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Stories against Classification

Transport, Wayfaring and the Integration of Knowledge

Human beings are supremely knowledgeable creatures. That much is obvious. It is not so obvious, however, how they come to know what they do. By all accounts, without such knowledge they would be helpless. Nonhuman animals seem to know instinctively what to do in any circumstances they would normally encounter. But human beings are apparently born with a deficit, a gap – as Clifford Geertz once put it – 'between what our body tells us and what we have to know in order to function' (1973: 50). This gap, Geertz goes on to tell us, is filled by culture, a corpus of information containing all the essential guidelines for a certain way to live and distinguished by the fact that it is passed on from one generation to the next by some mechanism other than genetic replication. It is, in other words, acquired rather than innate. This is not to say that by comparison with its human cousins, the nonhuman animal learns nothing. Every organism lives and grows in an environment, and at any stage of development, environmental impacts can prompt it to follow one course rather than another. The animal's learning could be described as the developmental outcome of a series of responses to such prompts. It is in this sense – to adopt Peter Medawar's terms (1960: 90–94) – an 'elective' process. The acquisition of culture, by contrast, is 'instructive'. That is to say, it is a matter not of the environmental steering of development along one of a number of possible routes, but of the installation of those programmes without which normal development could not take place at all (Ingold 1986: 357–59).

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Revealing and Obscuring River's Pedigrees

Biological Inheritance and Kinship in Madagascar

One of the most serious charges that can be directed against fellow anthropologists is that their theoretical assumptions distort and impair their understanding of the people they study. The field of kinship studies is arguably where this charge has been made most frequently and harshly. For example, Edmund Leach judged some of the central distinctions used in the comparative study of kinship systems by his contemporaries to be a harmful 'straitjacket of thought' (Leach 1961: 4). In his view, apparently obvious and innocuous category oppositions such as patrilineal/matrilineal were in fact responsible for ethnocentric biases, tautology and circularity. In the same vein, he castigated Malinowski for a number of tendentious assumptions on which he based his interpretation of the Trobriand word tabu (that kinship terms refer to individuals, and that their primary meaning stems from the nuclear family), which pushed him into a maze of anomalies and forced him to adopt desperate analytical expedients (1958: 143).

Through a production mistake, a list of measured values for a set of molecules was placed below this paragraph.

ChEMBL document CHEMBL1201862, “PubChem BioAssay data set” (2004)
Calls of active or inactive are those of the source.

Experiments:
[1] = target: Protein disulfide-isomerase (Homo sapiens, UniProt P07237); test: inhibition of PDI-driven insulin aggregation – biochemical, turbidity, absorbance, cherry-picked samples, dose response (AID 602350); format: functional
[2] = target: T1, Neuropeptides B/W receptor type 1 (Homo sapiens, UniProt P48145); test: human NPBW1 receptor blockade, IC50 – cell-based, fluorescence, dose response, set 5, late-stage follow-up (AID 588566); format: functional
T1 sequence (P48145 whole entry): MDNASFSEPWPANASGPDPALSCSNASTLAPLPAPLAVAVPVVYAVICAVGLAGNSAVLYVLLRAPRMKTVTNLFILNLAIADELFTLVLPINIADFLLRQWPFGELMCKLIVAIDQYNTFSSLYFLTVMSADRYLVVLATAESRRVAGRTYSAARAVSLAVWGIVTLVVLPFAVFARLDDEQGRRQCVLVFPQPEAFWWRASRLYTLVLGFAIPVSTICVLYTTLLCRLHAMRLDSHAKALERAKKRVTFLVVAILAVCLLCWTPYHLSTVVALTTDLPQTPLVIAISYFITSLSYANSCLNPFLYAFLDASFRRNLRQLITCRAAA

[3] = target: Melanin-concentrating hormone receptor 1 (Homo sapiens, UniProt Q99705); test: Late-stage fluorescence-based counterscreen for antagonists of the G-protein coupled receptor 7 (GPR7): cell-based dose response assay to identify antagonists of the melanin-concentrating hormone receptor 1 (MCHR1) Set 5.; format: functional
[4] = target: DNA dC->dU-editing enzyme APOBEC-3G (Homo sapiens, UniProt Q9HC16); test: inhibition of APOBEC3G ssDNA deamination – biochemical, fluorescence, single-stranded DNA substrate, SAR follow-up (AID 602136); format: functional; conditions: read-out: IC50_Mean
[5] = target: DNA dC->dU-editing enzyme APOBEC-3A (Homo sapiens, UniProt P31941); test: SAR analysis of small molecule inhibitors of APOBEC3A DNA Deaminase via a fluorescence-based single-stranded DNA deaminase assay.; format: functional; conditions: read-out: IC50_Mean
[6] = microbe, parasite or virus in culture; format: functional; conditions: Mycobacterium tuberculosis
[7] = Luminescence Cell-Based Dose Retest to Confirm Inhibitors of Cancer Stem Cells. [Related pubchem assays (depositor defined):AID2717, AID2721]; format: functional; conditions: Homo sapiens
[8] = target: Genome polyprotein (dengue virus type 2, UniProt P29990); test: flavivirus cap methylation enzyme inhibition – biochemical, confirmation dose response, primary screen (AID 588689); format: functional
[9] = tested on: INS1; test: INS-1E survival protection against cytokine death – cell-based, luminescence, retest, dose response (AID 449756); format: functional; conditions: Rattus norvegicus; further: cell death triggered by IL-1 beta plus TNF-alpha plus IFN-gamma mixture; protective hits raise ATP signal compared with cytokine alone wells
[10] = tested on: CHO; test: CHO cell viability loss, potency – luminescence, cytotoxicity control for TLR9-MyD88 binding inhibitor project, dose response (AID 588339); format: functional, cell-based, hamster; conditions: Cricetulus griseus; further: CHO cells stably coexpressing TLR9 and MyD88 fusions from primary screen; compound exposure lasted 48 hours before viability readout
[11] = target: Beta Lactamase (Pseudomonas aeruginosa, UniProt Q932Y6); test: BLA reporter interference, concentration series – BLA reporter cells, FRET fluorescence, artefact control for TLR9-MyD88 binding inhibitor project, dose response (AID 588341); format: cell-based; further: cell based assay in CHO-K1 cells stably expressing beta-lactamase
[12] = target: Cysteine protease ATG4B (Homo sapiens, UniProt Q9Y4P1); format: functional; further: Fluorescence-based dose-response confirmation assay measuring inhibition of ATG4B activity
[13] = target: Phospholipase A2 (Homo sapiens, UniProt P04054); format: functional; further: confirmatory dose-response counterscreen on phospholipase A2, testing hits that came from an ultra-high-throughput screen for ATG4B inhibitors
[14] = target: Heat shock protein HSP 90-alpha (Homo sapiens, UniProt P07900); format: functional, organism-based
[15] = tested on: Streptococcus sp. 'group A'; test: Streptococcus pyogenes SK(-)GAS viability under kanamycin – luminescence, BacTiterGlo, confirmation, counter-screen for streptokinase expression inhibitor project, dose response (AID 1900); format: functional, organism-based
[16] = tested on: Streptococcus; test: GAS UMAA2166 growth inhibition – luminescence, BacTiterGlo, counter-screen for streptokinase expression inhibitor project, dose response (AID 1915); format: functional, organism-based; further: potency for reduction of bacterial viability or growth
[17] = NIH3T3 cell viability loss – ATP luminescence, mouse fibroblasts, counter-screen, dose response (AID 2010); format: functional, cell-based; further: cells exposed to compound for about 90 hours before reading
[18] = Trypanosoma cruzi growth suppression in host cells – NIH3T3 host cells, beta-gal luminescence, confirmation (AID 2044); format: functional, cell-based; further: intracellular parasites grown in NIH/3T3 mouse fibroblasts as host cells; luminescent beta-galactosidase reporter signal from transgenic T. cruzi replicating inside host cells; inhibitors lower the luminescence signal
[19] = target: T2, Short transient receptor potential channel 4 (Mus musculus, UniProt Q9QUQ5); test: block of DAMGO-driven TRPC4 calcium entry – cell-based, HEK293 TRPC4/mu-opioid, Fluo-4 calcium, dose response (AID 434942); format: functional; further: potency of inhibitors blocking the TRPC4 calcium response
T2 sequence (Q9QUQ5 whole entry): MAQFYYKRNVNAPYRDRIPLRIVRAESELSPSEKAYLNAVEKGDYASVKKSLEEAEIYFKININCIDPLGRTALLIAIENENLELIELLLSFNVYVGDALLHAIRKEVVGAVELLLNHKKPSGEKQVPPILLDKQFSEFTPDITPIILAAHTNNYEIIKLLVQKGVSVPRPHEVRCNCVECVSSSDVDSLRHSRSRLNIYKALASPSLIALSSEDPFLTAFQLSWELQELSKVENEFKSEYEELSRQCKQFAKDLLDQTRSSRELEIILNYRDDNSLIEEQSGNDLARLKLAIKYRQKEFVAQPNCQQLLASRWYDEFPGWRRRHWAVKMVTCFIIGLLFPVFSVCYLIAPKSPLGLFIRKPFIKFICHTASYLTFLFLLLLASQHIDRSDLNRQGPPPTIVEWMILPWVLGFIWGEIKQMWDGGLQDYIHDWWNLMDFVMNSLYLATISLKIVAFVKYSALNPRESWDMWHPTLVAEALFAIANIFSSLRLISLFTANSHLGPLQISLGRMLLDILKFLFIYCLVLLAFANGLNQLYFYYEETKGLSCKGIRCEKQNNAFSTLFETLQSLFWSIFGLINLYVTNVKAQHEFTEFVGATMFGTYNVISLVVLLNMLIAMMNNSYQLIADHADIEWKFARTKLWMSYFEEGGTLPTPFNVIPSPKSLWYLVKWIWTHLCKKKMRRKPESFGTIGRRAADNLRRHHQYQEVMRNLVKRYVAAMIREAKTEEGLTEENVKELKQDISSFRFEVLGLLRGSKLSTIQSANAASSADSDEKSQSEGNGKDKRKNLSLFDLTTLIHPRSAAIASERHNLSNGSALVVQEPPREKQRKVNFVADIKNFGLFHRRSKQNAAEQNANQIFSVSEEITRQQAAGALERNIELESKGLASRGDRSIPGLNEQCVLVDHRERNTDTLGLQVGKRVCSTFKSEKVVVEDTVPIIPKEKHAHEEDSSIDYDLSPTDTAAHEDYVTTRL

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The Gift and the Given

Three Nano-essays on Kinship and Magic

This chapter attempts to relate three anthropological arguments about kinship. Each concerns the thorny problem of how to bypass our all-enveloping cosmology of nature and culture when describing the very province of human experience on which this dualism is supposed to be ultimately grounded. In the modern West - ern tradition, as we know, kinship is the primal arena for the confrontation of biological nature and cultural nurture, animal instincts and human institutions, bodily substances and spiritual relations, real facts and legal fictions, and so on. Indeed, this has been so, supposedly, ever since humans became what they are, for this divisive predicament is precisely, we are asked to believe, what makes humans into what they are: Homo sapiens (Linnaeus) is Homo duplex (Durkheim).

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List of Figures (Free download)

Introduction (Free download)

List of Contributors (Free download)

Index (Free download)